Qualified lawyer, Rippan Vig shares her 2018 legal predictions and journey from practising solicitor to Director of Client & Strategic Development.
I started out my legal career practising law for 8 years, which included 3 years at my current firm, Watson Farley & Williams. After the 8 years, I moved into client service and business development for a large investment management company before finding my way back to Watson Farley & Williams.
Practising law was my passion for a long time, but now I have the best of both worlds.
As Director of Client & Strategic Development, I am part of shaping the direction of the firm but still get to feed the legal part of my brain and learn about new legal solutions. Propero Partners came to me to ask whether I’d contribute to their blog. They asked for my take—having both a legal and business development background—on the legal landscape.
To me, it boils down to 3 things:
I see 3 major challenges the legal industry has been facing and will continue to face in the next 10–15 years:
(1) External factors such as the revival of accountancy firms entering the legal market with a different way of providing services than many of the more traditional law firms.
(2) Law firm consolidation through mergers and alliances—to create scale and international impact will challenge those firms who fail to differentiate themselves through a defined and targeted strategy.
(3) Cultural change: Infrastructure can be put in place, operations are relatively easy to change, but culture isn’t because it requires buy-in from everyone concerned. The most successful law firms in the next decade will be those who embrace change.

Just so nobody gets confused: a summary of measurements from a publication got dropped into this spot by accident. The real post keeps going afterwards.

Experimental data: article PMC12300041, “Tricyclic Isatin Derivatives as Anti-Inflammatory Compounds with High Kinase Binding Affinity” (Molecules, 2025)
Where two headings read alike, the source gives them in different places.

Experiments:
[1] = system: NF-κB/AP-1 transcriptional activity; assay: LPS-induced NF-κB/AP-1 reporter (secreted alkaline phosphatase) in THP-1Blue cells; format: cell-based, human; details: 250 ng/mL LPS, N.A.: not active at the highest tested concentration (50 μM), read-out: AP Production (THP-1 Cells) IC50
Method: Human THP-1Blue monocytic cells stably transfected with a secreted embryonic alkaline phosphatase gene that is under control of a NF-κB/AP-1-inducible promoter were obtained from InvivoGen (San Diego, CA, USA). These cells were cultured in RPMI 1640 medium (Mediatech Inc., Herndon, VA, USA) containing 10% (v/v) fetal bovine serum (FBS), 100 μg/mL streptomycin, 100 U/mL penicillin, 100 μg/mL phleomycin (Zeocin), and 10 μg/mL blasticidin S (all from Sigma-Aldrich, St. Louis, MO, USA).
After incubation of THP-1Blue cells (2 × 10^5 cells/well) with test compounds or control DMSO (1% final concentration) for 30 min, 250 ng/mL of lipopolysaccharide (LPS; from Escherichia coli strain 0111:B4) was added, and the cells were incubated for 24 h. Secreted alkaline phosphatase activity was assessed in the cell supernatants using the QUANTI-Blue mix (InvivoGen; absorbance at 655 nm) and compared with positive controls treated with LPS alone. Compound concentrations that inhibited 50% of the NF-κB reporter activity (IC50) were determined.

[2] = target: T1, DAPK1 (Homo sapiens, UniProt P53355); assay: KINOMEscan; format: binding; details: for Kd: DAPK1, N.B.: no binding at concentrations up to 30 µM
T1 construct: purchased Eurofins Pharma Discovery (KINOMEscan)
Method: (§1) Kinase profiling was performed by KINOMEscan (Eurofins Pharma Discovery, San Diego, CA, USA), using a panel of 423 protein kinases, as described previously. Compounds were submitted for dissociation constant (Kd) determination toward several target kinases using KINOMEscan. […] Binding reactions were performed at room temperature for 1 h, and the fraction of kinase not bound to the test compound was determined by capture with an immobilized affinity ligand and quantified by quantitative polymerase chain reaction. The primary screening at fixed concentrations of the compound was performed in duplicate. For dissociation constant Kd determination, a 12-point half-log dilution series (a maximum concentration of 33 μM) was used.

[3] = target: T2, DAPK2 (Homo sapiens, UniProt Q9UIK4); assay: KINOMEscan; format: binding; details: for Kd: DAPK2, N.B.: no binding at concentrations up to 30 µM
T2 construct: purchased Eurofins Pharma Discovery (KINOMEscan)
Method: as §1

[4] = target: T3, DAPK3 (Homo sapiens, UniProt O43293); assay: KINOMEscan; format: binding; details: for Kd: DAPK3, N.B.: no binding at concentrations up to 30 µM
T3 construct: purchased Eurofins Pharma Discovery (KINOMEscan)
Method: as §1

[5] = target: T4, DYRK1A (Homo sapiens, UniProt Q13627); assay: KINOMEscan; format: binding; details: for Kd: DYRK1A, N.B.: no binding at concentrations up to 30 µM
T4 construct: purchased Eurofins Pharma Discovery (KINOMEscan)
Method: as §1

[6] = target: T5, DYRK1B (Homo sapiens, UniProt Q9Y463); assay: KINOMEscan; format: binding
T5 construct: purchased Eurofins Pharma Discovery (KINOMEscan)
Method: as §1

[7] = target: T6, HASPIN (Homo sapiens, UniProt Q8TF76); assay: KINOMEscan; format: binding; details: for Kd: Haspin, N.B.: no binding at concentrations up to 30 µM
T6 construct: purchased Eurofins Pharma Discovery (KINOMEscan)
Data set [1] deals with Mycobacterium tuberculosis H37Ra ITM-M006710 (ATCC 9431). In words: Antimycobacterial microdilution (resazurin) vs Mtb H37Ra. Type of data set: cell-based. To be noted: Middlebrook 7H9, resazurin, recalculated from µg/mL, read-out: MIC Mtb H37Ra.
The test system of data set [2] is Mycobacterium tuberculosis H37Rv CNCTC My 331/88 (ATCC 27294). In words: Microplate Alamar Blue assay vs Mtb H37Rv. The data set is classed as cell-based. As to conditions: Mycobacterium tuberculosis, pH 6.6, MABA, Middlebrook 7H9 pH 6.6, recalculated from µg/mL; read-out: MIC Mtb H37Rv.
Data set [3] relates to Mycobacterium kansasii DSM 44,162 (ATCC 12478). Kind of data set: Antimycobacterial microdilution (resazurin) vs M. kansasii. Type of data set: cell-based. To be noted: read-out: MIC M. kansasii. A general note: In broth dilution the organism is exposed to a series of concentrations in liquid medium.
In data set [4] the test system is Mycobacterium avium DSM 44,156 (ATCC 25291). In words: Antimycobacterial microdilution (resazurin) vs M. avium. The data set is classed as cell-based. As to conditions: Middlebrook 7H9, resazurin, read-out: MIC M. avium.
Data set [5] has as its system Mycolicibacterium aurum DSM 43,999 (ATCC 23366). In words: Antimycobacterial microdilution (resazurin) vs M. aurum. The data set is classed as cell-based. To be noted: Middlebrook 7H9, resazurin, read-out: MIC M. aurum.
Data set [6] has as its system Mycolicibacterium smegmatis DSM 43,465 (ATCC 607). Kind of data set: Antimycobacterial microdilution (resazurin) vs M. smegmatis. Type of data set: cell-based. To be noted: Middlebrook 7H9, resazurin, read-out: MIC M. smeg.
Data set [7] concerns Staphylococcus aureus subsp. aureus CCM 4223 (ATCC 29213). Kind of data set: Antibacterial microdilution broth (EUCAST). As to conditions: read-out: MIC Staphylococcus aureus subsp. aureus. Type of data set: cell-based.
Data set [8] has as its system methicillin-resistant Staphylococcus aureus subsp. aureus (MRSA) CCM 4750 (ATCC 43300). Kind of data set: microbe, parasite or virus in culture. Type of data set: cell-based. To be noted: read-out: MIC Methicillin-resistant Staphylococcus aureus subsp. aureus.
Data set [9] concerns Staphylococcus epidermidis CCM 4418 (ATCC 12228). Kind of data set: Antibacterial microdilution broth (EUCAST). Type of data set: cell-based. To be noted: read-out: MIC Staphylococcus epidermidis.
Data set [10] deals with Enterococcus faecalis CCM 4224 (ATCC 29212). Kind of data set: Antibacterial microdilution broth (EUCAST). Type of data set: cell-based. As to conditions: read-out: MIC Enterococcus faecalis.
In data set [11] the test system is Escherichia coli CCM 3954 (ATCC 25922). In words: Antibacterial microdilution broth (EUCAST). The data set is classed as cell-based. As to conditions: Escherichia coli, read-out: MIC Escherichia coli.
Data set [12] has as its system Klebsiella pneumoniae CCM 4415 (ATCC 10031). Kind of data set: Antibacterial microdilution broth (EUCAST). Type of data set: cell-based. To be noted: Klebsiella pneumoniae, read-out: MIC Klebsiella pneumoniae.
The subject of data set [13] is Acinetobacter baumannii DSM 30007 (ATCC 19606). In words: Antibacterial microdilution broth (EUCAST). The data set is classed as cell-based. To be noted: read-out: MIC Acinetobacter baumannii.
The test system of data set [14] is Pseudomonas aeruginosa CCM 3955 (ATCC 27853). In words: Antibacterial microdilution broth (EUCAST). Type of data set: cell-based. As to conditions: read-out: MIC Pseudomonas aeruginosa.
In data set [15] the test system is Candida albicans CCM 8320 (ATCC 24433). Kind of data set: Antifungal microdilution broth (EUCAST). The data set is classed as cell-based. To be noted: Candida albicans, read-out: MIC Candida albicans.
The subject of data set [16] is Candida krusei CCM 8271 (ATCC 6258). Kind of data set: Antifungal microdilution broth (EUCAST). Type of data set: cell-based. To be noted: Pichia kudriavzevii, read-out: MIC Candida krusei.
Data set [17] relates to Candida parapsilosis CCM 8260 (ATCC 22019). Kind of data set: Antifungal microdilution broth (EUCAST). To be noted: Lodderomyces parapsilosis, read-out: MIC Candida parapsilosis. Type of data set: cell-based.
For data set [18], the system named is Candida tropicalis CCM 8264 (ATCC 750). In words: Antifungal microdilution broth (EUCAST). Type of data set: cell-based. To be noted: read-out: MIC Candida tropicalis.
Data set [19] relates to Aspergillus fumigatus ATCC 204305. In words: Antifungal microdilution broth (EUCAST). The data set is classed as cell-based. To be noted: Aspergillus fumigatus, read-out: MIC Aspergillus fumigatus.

If firms are prepared to keep an open mind and refine their offerings to provide value to their clients, who we have to remember will also be facing similar extraneous challenges in their own markets, I do believe, the challenges will also bring opportunities.
Supporting The New Generation of Lawyers
Although many firms offer holiday placements for students aiming to become lawyers, I would like to see more focus on encouraging students to consider other careers in the legal industry too.
In the future, the legal industry will need to become more holistic (rather than offering legal services in isolation), to meet competition and client demands. With expectations set high, legal firms will need access to and relationships with people who have different skill sets, knowledge and experience.
For example, millennials have been raised around digital and are comfortable with it. As firms start to see the benefits of adopting a digital presence, we will see more investment, in both the infrastructure and people required for success in digital transformation.
Trends of The Future
For me, the big trends to look out for are: changes to client buying habits and demands and AI supporting the more laborious tasks (in the medium term).
As I mentioned, there’s already a shift in the way legal services are being provided. However, clients are also driving change by the way they buy legal services. Apps and pay to play portals are giving clients tailored information and playing a key role in client engagement.
The market will always have behemoths and small boutique firms, but I anticipate the pressures on firms to provide value will lead to more collaboration with other law firms and industry service providers.
When it comes to AI, there will always be a requirement for legal services and clients will always want to work with people they like and who understand their businesses. AI will never replace that, however, it will provide huge support and an opportunity for firms willing to embrace it.
Alongside already identified AI tasks such as assisting in due diligence and discovery, my hope is for it to mine existing data, to assess whether matters are being resourced properly and work out profitability and efficiencies to identify specific trends within the business that we undertake for a particular client.
This is a guest piece written by Rippan Vig, Director of Client & Strategic Development at Watson Farley & Williams.
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